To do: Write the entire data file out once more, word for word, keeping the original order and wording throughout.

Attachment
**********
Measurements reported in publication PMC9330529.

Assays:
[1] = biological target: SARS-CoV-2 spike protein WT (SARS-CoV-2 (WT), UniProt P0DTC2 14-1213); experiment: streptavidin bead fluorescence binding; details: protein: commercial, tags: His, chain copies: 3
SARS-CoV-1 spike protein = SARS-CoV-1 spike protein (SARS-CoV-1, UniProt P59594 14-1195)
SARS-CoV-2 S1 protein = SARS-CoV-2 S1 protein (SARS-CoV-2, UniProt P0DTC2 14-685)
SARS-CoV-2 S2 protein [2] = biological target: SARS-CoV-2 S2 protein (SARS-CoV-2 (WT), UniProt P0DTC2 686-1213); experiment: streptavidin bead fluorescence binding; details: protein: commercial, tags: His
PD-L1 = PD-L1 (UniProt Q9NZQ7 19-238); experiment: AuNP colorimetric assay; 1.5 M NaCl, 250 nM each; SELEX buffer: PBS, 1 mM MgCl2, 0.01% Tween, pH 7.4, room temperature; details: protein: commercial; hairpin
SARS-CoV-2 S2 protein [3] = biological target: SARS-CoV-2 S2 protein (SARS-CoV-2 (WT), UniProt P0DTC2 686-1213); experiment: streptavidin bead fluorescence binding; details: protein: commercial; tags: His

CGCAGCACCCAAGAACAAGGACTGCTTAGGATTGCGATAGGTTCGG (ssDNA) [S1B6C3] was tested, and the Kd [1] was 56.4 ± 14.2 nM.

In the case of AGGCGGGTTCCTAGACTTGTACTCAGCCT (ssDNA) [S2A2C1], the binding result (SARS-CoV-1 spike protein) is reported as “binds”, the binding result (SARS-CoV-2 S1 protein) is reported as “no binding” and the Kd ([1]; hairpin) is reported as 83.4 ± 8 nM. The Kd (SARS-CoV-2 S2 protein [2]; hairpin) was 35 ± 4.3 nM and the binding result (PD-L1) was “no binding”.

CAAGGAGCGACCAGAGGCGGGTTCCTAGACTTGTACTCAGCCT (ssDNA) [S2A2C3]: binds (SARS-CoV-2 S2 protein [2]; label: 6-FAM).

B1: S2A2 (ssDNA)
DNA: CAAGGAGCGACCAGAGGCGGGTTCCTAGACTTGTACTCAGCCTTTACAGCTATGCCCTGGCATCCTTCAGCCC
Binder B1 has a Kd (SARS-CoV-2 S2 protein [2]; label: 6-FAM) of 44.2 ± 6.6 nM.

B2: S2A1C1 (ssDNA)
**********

Measurements reported in publication PMC9330529.

Assays:
[1] = biological target: SARS-CoV-2 spike protein WT (SARS-CoV-2 (WT), UniProt P0DTC2 14-1213); experiment: streptavidin bead fluorescence binding; details: protein: commercial, tags: His, chain copies: 3
SARS-CoV-1 spike protein = SARS-CoV-1 spike protein (SARS-CoV-1, UniProt P59594 14-1195)
SARS-CoV-2 S1 protein = SARS-CoV-2 S1 protein (SARS-CoV-2, UniProt P0DTC2 14-685)
SARS-CoV-2 S2 protein [2] = biological target: SARS-CoV-2 S2 protein (SARS-CoV-2 (WT), UniProt P0DTC2 686-1213); experiment: streptavidin bead fluorescence binding; details: protein: commercial, tags: His
PD-L1 = PD-L1 (UniProt Q9NZQ7 19-238); experiment: AuNP colorimetric assay; 1.5 M NaCl, 250 nM each; SELEX buffer: PBS, 1 mM MgCl2, 0.01% Tween, pH 7.4, room temperature; details: protein: commercial; hairpin
SARS-CoV-2 S2 protein [3] = biological target: SARS-CoV-2 S2 protein (SARS-CoV-2 (WT), UniProt P0DTC2 686-1213); experiment: streptavidin bead fluorescence binding; details: protein: commercial; tags: His

CGCAGCACCCAAGAACAAGGACTGCTTAGGATTGCGATAGGTTCGG (ssDNA) [S1B6C3] was tested, and the Kd [1] was 56.4 ± 14.2 nM.

In the case of AGGCGGGTTCCTAGACTTGTACTCAGCCT (ssDNA) [S2A2C1], the binding result (SARS-CoV-1 spike protein) is reported as “binds”, the binding result (SARS-CoV-2 S1 protein) is reported as “no binding” and the Kd ([1]; hairpin) is reported as 83.4 ± 8 nM. The Kd (SARS-CoV-2 S2 protein [2]; hairpin) was 35 ± 4.3 nM and the binding result (PD-L1) was “no binding”.

CAAGGAGCGACCAGAGGCGGGTTCCTAGACTTGTACTCAGCCT (ssDNA) [S2A2C3]: binds (SARS-CoV-2 S2 protein [2]; label: 6-FAM).

B1: S2A2 (ssDNA)
DNA: CAAGGAGCGACCAGAGGCGGGTTCCTAGACTTGTACTCAGCCTTTACAGCTATGCCCTGGCATCCTTCAGCCC
Binder B1 has a Kd (SARS-CoV-2 S2 protein [2]; label: 6-FAM) of 44.2 ± 6.6 nM.

B2: S2A1C1 (ssDNA)